And Then a Sensible Dinner

by Jay Marshall Wolman, CIPP/US

I was driving home from Philadelphia this past Sunday after a wedding, when I learned about the dietary habits of Attorney Rand Spear.


(Something like the Rand Corporation, only smarter.)

The story is nothing new. And, apparently, Mr. Spear holds a trademark in that phrase.  This serves as a reminder that phrases can be trademarked.

Other well-known phrases have been trademarked, e.g., Coke is it! (cancelled).  Some are completely random:  I love what you’ve done with the trash!

A phrase that is trademarked, like a logo, may also enjoy copyright protection.  And the misuse of a trademarked phrase could wind up subjecting a defendant to both copyright and trademark liability.  The defenses might not necessarily be identical and even if one count is thrown out, the other might survive.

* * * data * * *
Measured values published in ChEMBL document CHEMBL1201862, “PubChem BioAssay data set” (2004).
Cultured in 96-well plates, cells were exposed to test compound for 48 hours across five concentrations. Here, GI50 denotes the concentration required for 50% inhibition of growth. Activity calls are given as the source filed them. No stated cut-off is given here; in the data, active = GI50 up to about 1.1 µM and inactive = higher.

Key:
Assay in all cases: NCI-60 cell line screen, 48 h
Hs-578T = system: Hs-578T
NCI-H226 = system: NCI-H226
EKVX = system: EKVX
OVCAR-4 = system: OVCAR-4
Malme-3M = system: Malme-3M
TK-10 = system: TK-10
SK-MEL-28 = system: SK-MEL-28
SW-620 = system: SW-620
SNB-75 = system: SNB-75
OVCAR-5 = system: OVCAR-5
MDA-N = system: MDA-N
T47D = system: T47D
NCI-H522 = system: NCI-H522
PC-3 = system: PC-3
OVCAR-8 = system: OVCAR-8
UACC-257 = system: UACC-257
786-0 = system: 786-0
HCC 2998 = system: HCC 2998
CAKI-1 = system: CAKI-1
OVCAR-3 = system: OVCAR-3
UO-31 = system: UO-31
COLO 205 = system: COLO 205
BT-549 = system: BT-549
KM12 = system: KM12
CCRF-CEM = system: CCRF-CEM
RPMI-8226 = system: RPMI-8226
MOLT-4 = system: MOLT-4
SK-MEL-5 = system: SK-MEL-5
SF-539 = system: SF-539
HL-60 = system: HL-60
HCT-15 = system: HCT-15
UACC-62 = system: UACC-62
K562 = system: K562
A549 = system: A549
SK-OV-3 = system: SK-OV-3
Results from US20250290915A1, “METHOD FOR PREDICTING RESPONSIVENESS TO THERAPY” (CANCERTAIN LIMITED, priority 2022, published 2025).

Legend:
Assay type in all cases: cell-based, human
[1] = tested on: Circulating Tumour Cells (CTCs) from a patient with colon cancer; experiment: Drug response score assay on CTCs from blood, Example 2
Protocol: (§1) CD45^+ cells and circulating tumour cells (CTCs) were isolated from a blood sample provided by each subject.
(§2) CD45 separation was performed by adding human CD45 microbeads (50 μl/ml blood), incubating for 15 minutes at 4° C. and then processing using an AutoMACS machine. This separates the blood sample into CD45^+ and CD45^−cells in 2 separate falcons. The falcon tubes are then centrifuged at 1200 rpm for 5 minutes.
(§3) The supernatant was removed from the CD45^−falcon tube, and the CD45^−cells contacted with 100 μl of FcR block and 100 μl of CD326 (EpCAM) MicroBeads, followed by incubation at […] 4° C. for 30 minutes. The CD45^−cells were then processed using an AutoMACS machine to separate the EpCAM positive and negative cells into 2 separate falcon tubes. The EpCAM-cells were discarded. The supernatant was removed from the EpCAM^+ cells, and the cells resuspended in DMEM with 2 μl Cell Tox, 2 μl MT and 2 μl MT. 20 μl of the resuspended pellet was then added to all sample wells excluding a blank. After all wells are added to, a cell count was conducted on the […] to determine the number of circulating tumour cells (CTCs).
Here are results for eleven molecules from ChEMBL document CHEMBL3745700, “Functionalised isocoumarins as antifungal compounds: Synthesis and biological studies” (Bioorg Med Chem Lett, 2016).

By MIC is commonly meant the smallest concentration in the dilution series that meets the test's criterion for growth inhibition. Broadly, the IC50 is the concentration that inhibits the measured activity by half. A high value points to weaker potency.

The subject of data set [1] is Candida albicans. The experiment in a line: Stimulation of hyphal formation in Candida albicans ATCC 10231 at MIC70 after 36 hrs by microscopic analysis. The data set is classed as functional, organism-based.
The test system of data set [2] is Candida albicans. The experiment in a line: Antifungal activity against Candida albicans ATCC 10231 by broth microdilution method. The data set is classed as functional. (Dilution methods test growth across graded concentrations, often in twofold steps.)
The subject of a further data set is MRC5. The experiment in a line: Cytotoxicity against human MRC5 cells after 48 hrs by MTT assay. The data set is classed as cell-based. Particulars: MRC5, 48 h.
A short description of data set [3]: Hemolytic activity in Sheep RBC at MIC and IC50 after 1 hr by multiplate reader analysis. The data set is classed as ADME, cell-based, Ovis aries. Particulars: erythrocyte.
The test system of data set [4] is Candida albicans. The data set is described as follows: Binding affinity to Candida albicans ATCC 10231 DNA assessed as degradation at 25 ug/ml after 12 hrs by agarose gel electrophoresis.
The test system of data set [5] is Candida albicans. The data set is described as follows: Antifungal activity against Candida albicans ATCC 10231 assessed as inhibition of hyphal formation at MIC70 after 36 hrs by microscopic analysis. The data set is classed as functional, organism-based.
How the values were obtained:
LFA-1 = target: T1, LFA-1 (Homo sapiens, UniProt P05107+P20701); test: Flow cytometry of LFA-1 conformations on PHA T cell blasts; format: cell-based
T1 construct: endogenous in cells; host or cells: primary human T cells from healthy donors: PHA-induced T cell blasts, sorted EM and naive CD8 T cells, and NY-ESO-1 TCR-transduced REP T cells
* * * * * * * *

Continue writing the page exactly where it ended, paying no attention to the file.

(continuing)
For those wondering:  Lawyers may or may not be permitted under state ethics rules and the First Amendment to advertise their gustatory predilections, though the 2nd Circuit’s decision in Alexander v Cahill (cert. denied) is persuasive (Heavy Hitter attorneys prevailed).

It is unclear if Mr. Spear literally or figuratively eats insurances companies for breakfast or any other meal.  Personally, if my last name were “Spear”, I’d be using imagery invoking my name rather than my gut.  Something a bit more fun.

Forgetting, for a second, the outcome of that fight (spoiler alert!!) isn’t that a better lawyer vs insurer image?

Unbowed, Unbent, Unbroken.

One Response to And Then a Sensible Dinner

  1. Mikey says:

    (Something like the Rand Corporation, only smarter sharper.)


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